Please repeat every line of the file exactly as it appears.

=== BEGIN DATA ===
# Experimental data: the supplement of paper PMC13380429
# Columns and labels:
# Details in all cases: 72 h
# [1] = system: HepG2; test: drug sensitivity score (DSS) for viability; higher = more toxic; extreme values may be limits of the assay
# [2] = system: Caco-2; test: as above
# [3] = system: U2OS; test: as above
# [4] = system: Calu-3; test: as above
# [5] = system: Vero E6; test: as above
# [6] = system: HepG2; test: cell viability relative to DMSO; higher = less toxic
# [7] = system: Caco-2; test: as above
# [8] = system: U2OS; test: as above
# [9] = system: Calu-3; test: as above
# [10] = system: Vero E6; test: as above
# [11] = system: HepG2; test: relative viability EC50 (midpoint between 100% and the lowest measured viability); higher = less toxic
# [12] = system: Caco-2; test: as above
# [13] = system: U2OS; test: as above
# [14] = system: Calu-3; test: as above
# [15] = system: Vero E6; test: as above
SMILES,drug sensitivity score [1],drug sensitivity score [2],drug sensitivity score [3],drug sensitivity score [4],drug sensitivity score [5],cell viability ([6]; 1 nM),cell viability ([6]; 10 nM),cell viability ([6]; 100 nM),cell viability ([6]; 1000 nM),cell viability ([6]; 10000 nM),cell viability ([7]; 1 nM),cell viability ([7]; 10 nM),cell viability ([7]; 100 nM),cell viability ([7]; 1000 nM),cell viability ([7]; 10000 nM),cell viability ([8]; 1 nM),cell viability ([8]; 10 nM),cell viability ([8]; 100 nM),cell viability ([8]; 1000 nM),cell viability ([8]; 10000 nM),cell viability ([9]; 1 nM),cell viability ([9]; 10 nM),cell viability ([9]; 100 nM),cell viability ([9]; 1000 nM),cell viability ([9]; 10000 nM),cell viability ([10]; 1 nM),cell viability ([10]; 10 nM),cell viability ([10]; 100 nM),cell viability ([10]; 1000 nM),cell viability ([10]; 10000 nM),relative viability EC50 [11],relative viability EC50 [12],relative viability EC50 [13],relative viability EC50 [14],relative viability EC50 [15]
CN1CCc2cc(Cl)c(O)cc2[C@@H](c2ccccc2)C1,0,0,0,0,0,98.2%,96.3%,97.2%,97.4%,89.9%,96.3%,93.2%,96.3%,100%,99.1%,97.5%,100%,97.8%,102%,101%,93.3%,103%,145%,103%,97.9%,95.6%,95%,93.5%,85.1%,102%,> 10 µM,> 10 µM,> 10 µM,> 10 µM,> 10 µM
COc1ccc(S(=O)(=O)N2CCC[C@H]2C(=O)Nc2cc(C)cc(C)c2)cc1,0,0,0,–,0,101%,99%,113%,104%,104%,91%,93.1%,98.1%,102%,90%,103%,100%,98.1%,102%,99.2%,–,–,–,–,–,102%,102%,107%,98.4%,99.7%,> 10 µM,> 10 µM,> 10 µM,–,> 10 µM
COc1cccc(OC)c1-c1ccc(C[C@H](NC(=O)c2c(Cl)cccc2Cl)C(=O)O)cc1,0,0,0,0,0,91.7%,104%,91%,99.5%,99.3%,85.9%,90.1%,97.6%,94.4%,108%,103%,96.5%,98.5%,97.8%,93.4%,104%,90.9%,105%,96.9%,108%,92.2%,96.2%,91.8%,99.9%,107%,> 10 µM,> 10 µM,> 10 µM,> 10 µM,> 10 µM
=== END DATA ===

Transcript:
# Experimental data: the supplement of paper PMC13380429
# Columns and labels:
# Details in all cases: 72 h
# [1] = system: HepG2; test: drug sensitivity score (DSS) for viability; higher = more toxic; extreme values may be limits of the assay
# [2] = system: Caco-2; test: as above
# [3] = system: U2OS; test: as above
# [4] = system: Calu-3; test: as above
# [5] = system: Vero E6; test: as above
# [6] = system: HepG2; test: cell viability relative to DMSO; higher = less toxic
# [7] = system: Caco-2; test: as above
# [8] = system: U2OS; test: as above
# [9] = system: Calu-3; test: as above
# [10] = system: Vero E6; test: as above
# [11] = system: HepG2; test: relative viability EC50 (midpoint between 100% and the lowest measured viability); higher = less toxic
# [12] = system: Caco-2; test: as above
# [13] = system: U2OS; test: as above
# [14] = system: Calu-3; test: as above
# [15] = system: Vero E6; test: as above
SMILES,drug sensitivity score [1],drug sensitivity score [2],drug sensitivity score [3],drug sensitivity score [4],drug sensitivity score [5],cell viability ([6]; 1 nM),cell viability ([6]; 10 nM),cell viability ([6]; 100 nM),cell viability ([6]; 1000 nM),cell viability ([6]; 10000 nM),cell viability ([7]; 1 nM),cell viability ([7]; 10 nM),cell viability ([7]; 100 nM),cell viability ([7]; 1000 nM),cell viability ([7]; 10000 nM),cell viability ([8]; 1 nM),cell viability ([8]; 10 nM),cell viability ([8]; 100 nM),cell viability ([8]; 1000 nM),cell viability ([8]; 10000 nM),cell viability ([9]; 1 nM),cell viability ([9]; 10 nM),cell viability ([9]; 100 nM),cell viability ([9]; 1000 nM),cell viability ([9]; 10000 nM),cell viability ([10]; 1 nM),cell viability ([10]; 10 nM),cell viability ([10]; 100 nM),cell viability ([10]; 1000 nM),cell viability ([10]; 10000 nM),relative viability EC50 [11],relative viability EC50 [12],relative viability EC50 [13],relative viability EC50 [14],relative viability EC50 [15]
CN1CCc2cc(Cl)c(O)cc2[C@@H](c2ccccc2)C1,0,0,0,0,0,98.2%,96.3%,97.2%,97.4%,89.9%,96.3%,93.2%,96.3%,100%,99.1%,97.5%,100%,97.8%,102%,101%,93.3%,103%,145%,103%,97.9%,95.6%,95%,93.5%,85.1%,102%,> 10 µM,> 10 µM,> 10 µM,> 10 µM,> 10 µM
COc1ccc(S(=O)(=O)N2CCC[C@H]2C(=O)Nc2cc(C)cc(C)c2)cc1,0,0,0,–,0,101%,99%,113%,104%,104%,91%,93.1%,98.1%,102%,90%,103%,100%,98.1%,102%,99.2%,–,–,–,–,–,102%,102%,107%,98.4%,99.7%,> 10 µM,> 10 µM,> 10 µM,–,> 10 µM
COc1cccc(OC)c1-c1ccc(C[C@H](NC(=O)c2c(Cl)cccc2Cl)C(=O)O)cc1,0,0,0,0,0,91.7%,104%,91%,99.5%,99.3%,85.9%,90.1%,97.6%,94.4%,108%,103%,96.5%,98.5%,97.8%,93.4%,104%,90.9%,105%,96.9%,108%,92.2%,96.2%,91.8%,99.9%,107%,> 10 µM,> 10 µM,> 10 µM,> 10 µM,> 10 µM